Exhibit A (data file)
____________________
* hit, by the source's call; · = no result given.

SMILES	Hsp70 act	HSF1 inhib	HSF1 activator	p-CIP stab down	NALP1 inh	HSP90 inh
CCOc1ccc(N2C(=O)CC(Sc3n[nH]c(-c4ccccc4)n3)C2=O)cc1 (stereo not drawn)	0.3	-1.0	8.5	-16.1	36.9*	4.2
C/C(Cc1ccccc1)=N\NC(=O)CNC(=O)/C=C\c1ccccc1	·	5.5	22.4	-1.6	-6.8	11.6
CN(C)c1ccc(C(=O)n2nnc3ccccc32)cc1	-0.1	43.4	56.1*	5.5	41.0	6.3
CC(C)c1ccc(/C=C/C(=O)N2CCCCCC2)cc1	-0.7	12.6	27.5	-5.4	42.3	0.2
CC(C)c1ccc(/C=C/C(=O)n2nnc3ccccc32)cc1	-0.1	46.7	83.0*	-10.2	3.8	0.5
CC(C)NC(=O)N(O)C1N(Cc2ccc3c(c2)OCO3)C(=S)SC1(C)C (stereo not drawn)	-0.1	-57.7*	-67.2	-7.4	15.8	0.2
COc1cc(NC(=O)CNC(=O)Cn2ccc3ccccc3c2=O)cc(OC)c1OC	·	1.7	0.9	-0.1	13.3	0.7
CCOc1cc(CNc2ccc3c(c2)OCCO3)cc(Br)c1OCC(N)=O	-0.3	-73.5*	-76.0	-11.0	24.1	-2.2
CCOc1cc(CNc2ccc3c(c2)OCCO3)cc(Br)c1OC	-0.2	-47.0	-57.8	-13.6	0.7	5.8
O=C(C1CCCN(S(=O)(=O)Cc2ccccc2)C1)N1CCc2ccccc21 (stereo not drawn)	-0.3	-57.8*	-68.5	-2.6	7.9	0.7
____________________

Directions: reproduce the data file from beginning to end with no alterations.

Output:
* hit, by the source's call; · = no result given.

SMILES	Hsp70 act	HSF1 inhib	HSF1 activator	p-CIP stab down	NALP1 inh	HSP90 inh
CCOc1ccc(N2C(=O)CC(Sc3n[nH]c(-c4ccccc4)n3)C2=O)cc1 (stereo not drawn)	0.3	-1.0	8.5	-16.1	36.9*	4.2
C/C(Cc1ccccc1)=N\NC(=O)CNC(=O)/C=C\c1ccccc1	·	5.5	22.4	-1.6	-6.8	11.6
CN(C)c1ccc(C(=O)n2nnc3ccccc32)cc1	-0.1	43.4	56.1*	5.5	41.0	6.3
CC(C)c1ccc(/C=C/C(=O)N2CCCCCC2)cc1	-0.7	12.6	27.5	-5.4	42.3	0.2
CC(C)c1ccc(/C=C/C(=O)n2nnc3ccccc32)cc1	-0.1	46.7	83.0*	-10.2	3.8	0.5
CC(C)NC(=O)N(O)C1N(Cc2ccc3c(c2)OCO3)C(=S)SC1(C)C (stereo not drawn)	-0.1	-57.7*	-67.2	-7.4	15.8	0.2
COc1cc(NC(=O)CNC(=O)Cn2ccc3ccccc3c2=O)cc(OC)c1OC	·	1.7	0.9	-0.1	13.3	0.7
CCOc1cc(CNc2ccc3c(c2)OCCO3)cc(Br)c1OCC(N)=O	-0.3	-73.5*	-76.0	-11.0	24.1	-2.2
CCOc1cc(CNc2ccc3c(c2)OCCO3)cc(Br)c1OC	-0.2	-47.0	-57.8	-13.6	0.7	5.8
O=C(C1CCCN(S(=O)(=O)Cc2ccccc2)C1)N1CCc2ccccc21 (stereo not drawn)	-0.3	-57.8*	-68.5	-2.6	7.9	0.7